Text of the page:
After nearly eight months of campaigning as cautious conservatives, the Virginia Democratic ticket headed by gubernatorial candidate Charles S. Robb wound up the campaign yesterday sounding like Democrats of old, praising former party leaders including Robb's late father-in-law, former president Lyndon B. Johnson, and denouncing Republicans up to and including President Reagan.
Robb and the rival Republican ticket headed by gubernatorial nominee J. Marshall Coleman crossed paths in the coal country town of Clintwood, the traditional concluding point for statewide campaigns. While the Democrats were invoking their party tradition, Coleman sought to remind a large partisan audience of Virginia's history of support for the GOP.
He criticized Robb for campaigning for a string of Democratic candidates "to whom the people of Virginia have said no," which Coleman said included former president Jimmy Carter, 1977 gubernatorial candidate Henry Howell, and 1978 U.S. Senate nominee Andrew Miller. "And the people of Virginia are going to say no again to Robb on Tuesday," Coleman said.
At rallies in three southwestern Virginia counties that gave pluralities to Carter a year ago, and which included local labor leaders and independent coal entrepreneurs, Robb yesterday ridiculed Coleman's contention that he "made it on his own."
If that is so, Robb asked, "why does he keep bringing in the president, vice president, Senate majority leader" and other outsiders to boost his campaign. "We can't make it on our own," Robb told a crowd of 250 at Grundy High School. "We need your help."
Like the Democrats, all three members of the Republican ticket campaigned together yesterday, although Coleman managed to leave the stage in both Clintwood and Grundy without either mentioning the name of or hearing the speech by his running mate for lieutenant governor, Nathan Miller.
Coleman later explained that it was "scheduling difficulties" rather than any desire to separate himself from Miller that kept the two men apart.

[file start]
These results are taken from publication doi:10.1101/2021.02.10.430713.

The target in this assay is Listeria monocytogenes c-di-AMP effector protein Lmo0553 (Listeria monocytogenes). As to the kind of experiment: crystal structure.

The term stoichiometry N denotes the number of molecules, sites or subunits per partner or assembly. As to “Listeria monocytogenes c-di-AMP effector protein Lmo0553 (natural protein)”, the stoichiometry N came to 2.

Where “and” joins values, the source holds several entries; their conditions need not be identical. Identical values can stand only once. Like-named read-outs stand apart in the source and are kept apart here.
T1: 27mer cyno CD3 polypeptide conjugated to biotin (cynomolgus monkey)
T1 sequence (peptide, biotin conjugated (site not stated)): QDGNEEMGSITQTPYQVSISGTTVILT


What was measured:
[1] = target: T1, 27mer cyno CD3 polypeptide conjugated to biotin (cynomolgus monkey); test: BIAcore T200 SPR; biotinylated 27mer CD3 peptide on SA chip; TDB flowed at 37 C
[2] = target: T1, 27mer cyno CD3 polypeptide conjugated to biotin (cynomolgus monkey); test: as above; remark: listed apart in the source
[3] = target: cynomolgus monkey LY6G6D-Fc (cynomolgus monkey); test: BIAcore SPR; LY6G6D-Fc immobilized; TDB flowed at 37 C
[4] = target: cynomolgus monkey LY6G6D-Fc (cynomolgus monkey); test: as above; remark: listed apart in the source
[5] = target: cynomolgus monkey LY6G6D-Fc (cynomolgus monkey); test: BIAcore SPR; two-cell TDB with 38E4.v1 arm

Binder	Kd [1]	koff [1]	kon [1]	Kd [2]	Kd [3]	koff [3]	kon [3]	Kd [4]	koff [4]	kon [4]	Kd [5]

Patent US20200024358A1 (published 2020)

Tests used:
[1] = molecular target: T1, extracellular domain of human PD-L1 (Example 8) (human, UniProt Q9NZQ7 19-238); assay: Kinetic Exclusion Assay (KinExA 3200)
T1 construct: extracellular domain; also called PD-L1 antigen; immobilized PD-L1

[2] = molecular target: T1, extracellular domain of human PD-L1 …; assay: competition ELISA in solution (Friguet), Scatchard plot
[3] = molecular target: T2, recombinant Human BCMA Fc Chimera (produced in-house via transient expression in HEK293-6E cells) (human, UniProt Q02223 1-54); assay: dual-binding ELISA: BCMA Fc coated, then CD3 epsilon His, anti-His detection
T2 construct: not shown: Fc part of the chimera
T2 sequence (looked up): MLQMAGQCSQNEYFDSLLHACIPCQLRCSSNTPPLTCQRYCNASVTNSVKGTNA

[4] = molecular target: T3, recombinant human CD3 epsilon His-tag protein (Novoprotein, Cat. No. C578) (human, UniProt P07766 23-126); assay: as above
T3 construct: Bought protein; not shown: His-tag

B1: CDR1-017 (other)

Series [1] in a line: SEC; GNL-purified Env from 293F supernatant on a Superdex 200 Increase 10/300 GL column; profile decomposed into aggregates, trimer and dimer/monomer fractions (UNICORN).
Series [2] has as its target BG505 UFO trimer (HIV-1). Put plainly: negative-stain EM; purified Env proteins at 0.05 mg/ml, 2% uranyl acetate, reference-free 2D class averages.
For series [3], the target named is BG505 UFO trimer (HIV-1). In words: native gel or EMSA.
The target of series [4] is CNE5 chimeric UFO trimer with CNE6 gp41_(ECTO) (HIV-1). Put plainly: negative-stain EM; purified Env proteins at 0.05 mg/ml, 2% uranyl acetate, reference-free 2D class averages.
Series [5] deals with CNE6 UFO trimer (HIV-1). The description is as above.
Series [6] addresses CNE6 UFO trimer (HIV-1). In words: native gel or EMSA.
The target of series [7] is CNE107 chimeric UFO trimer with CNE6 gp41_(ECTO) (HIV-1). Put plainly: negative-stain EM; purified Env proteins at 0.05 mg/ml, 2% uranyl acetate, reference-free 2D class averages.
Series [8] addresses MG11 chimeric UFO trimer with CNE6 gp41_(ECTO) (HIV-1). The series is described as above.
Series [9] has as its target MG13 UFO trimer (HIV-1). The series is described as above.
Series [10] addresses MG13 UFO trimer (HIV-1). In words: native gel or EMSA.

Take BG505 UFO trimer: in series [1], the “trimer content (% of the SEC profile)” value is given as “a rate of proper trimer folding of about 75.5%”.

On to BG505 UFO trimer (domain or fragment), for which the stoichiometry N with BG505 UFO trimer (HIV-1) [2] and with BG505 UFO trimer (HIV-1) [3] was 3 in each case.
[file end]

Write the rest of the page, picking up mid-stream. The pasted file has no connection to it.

Miller, trailing badly in the latest poll by The Washington Post after news stories about alleged conflicts of interest, was defended during yesterday's rallies by Rep. William C. Wampler (R-Va.) who told the GOP rally at Grundy that "I'm going to vote for this man."
Meanwhile, Del. Donald A. McGlothlin Sr. (D-Grundy) told partisan Democrats in Grundy and Richland that he was furious about an editorial in a nearby newspaper "which said that anyone related to LBJ wasn't fit to hold public office."
As Coleman was just leaving the junior high school down the street, the crowd in the Grundy High School auditorium stood and applauded when McGlothlin urged "everyone who is as proud of Lyndon Johnson as I am, stand up."
The Democrats hit hard at Miller, with his opponent for lieutenant governor, Richard Davis, saying "the only special interests we will serve is you."
The Democratic nominee for attorney general, Del. Gerald Baliles, promised to "correct the problems that lead to conflict of interest" by seeking out wrongdoing "rather than waiting for it to be brought to us."
Robb told a rally in Richlands that he and his running mates are "a team, while the other side is hard pressed even to be speaking to each other."
The gatherings in Clintwood capped a campaign that began 33 weeks ago.When the contest opened, there appeared little difference between these two attractive young men in motion. Both were lawyers, partial to pin-striped suits, button-down white shirts and cautious conservative rhetoric. Both had served as Marine Corps officers in Vietnam. Both were outsiders who had risen through their parties' ranks rapidly by seizing opportunities other politicians shied away from. Both hired out-of-state consultants to mastermind million-dollar media campaigns.
While both men won their parties' nominations at uncontested conventions last June, each had faced strong resistance from traditional party groups. Coleman, a former maverick state legislator who had won the attorney general's office running as a progressive, was disliked and distrusted by many GOP elders who questioned his conservative credentials. Robb was by self-definition an establishment loyalist, too much so for the liberals, blacks and union members who had dominated the Democratic Party for the last decade.